I was going to start this post with the words: “the recruitment market is changing” but realised that, not only is that a weak, dull, and uninspiring first sentence but, also, it completely misses the point. The market isn’t “changing”. It’s already changed. Yet nobody in recruitment is really talking about it…
We started Hiring Hub way back in 2011 because we felt this shift beginning, and figured it would accelerate, but, admittedly, we were too early. Something was definitely happening – the industry was changing – but the tide had only recently begun to turn and the market was perhaps not ready for a marketplace play.
However, fast forward to 2018 and, well, to say the market has shifted is an understatement. It’s fragmented faster than a glass grenade.
You see, back in 2010 – when we first started talking about building an online marketplace to make it easier for employers to find and work with small, specialist recruitment agencies – there were some 3,855 independent agencies in the UK with fewer than nine employees. Five years later (2015) that number had increased almost threefold to 9,900.
That was a staggering increase in new recruitment agency startups over a five-year period and, what’s more, the trend was still picking up momentum.
2016 saw another 1,400 open their doors, taking the tally of agencies with fewer than nine employees to 11,300 according to the Recruitment and Employment Confederation’s (REC) Trends Survey.
Source: Recruitment and Employment Confederation’s (REC) 2015/16 Trends Survey
And reports in December 2017 claimed no fewer than 9,001 founders had registered a new recruitment business with Companies House between 1 January 2017 and 30 November 2017, taking the total number of recruitment agencies (of all sizes) currently registered as trading in the UK to 35,725.
So yeah, the market hasn’t just grown in recent years, it’s fragmented beyond recognition. And given it’s a >£35 billion industry here in the UK, it’s strange that no one has really made a big deal of these numbers. But, then, why would they?
I mean, the big PLCs like Michael Page and Hays are either: 1) unaware of the shift and its threat to their business model; 2) burying their collective heads in the sand; 3) too arrogant to accept this dramatic fragmentation will impact them; 4) waiting to see how it plays out before they adapt/react.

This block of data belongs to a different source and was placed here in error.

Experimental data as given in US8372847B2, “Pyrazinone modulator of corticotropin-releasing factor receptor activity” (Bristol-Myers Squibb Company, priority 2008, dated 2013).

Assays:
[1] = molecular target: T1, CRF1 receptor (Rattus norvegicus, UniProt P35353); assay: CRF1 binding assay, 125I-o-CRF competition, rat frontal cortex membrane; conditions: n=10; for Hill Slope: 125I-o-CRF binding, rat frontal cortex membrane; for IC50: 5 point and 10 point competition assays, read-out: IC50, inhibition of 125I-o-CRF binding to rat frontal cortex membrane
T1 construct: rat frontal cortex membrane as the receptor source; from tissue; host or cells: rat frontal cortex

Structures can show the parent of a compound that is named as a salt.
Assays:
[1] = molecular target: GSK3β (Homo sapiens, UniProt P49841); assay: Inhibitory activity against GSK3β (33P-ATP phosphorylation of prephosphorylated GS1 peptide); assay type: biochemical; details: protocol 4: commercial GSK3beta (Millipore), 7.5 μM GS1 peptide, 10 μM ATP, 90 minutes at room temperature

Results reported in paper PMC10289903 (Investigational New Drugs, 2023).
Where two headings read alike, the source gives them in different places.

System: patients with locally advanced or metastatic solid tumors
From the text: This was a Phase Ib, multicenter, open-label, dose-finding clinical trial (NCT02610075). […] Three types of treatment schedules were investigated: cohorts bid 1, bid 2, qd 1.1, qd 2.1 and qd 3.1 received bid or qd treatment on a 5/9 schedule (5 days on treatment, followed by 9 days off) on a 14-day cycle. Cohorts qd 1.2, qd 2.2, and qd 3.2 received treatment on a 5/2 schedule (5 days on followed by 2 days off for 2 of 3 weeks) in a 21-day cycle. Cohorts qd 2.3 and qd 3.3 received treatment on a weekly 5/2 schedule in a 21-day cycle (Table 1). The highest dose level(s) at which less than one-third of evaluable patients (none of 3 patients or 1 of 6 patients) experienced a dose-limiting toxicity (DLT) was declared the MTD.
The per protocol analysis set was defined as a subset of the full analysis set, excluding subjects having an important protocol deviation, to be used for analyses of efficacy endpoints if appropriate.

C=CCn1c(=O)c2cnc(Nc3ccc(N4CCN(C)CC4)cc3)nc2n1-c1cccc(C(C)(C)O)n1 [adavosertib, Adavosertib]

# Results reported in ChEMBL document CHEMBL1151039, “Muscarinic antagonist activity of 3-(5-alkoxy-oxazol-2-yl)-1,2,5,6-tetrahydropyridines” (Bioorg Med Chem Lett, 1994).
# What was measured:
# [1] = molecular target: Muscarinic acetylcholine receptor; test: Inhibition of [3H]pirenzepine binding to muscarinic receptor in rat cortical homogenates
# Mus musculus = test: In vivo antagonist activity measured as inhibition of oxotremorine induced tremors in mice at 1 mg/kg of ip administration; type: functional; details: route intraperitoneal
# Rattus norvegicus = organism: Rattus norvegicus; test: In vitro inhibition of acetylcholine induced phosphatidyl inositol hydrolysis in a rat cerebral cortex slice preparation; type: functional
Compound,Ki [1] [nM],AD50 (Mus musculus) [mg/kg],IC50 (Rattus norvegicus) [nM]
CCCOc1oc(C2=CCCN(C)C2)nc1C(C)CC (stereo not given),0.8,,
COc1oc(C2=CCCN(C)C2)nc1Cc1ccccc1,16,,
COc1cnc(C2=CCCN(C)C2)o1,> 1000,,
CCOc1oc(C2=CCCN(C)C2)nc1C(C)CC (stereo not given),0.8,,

In a world of business analysts and data, I can’t see it being ‘1’, and I think ‘2’ would be harsh given the quality of people in the boardrooms at these companies. ‘3’ too, is flippant (apologies). My guess is that most would sit in the fourth camp, carefully watching the industry to see how the change will affect them and how best to react to it. Otherwise they risk becoming the Blockbusters, Woolworths and HMVs of the recruitment world.
Perhaps it’s the speed of change that has caught them out. Less than a decade ago you had a handful of recruitment super-brands like the aforementioned Michael Page and Hays that dominated the market, arguably delivering a commoditised, slow and expensive service that led to agencies being viewed as a necessary evil rather than professional advisors that deliver real, tangible business value.
Beneath these huge, global companies sat a second tier of large, specialist recruitment agencies that often focused (extremely successfully) specifically on sectors like IT, Oil & Gas, Healthcare or Finance. These were generally large SMEs, with a few hundred employees and >£50m revenue. Beneath them there were a thousand or so smaller firms, and that was pretty much it.
Today, though, the market looks totally different. Bearing in mind all of the data above, I estimate that as we begin 2018, there’s now >15,000 independent recruitment agencies with fewer than nine employees. With the majority of those with fewer than four employees and <£250k revenue.
For anyone questioning the impact of these agencies on the overall market it’s worth noting that, according to a presentation published last January by the Staffing Industry Analysts, they now represent over 80% of the supply chain in Great Britain.